States Should Opt-Out of Federal Highway Funding
July 22, 2011
Since the mid-1990s, legislation has been introduced each year in Congress to phase out the federal highway program by shifting the existing federal taxing authority to states in a multiyear phaseout that would restore most surface transportation responsibility -- and the revenues to fulfill it -- to the states. Considered too extreme by some, this "turnback" legislation never gained much traction and has not been a serious contender to displace the increasingly dysfunctional federal program, says Ronald D. Utt, a senior fellow at the Heritage Foundation.
Recognizing that the all-or-nothing approach of the leading turnback proposals was a deterrent to widespread support, the Heritage Foundation in 2004 devised a hybrid proposal that would allow the existing program to continue as is but permit states to opt out of it if they decided that doing so would be to their benefit.
- Under an opt-out program, a state would forgo its annual authorization from the highway trust fund -- with its many mandates, regulations and dozens of specific spending allocations -- and instead choose to receive its share of the federal fuel taxes collected within its borders.
- Depending on which bill became law, the state would either receive these revenues as a block grant from the U.S. Department of Transportation equal to the federal fuel tax revenues collected in that state or directly collect, keep and spend the 18.3 cents per gallon fuel tax once collected by the federal government in the state.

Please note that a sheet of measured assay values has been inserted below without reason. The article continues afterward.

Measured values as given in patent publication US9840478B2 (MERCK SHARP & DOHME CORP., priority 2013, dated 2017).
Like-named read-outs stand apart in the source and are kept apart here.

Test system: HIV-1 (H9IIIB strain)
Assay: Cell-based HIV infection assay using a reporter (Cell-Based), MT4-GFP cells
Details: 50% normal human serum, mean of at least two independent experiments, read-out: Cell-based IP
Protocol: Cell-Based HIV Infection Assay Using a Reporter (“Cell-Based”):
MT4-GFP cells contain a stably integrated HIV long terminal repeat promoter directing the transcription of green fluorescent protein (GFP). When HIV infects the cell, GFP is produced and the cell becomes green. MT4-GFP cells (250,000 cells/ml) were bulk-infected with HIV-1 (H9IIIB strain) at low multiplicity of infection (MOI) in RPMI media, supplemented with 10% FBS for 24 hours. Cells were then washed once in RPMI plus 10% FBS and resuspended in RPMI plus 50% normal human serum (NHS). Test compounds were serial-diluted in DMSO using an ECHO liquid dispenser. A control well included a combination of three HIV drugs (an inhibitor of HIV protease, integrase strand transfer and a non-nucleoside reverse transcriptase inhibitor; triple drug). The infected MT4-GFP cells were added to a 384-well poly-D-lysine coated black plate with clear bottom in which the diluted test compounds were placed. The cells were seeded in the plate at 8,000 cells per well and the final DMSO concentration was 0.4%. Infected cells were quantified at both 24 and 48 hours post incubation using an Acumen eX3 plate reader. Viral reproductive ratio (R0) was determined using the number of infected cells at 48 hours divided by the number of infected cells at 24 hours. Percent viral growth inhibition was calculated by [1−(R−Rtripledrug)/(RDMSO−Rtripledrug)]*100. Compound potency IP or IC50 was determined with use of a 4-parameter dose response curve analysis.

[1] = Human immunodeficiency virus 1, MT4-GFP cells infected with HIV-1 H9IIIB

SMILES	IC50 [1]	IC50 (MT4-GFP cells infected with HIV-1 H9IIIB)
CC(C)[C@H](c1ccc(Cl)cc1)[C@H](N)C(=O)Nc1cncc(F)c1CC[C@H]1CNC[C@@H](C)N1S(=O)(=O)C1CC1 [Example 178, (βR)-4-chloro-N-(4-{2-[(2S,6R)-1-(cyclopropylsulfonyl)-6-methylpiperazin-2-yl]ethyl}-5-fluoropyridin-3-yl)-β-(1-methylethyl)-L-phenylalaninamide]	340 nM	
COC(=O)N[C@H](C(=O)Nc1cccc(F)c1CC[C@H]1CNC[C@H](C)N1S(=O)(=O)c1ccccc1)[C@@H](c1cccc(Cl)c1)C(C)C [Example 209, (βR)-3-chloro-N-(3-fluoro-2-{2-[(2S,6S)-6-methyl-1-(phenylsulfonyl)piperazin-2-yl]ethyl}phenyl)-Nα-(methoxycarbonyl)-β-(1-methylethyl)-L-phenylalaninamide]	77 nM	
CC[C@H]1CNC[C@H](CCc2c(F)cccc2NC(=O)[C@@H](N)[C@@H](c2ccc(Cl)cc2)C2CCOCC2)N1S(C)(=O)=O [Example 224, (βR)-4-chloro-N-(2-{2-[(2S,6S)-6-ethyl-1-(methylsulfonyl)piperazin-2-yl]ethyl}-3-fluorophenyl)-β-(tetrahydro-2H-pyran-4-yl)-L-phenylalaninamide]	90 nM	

Freed from federally imposed one-size-fits-all policies, states could use the funds to finance their own transportation priorities.
At the same time, states opting out would have to agree to maintain certain standards of performance, including safety and interstate maintenance, and would also be required to use these freed-up funds on surface transportation projects as opposed to other public purposes such as health care or education, says Utt.
Source: Ronald Utt, "Federal Highway Program: How Opting Out Would Help States," Heritage Foundation, July 6, 2011.
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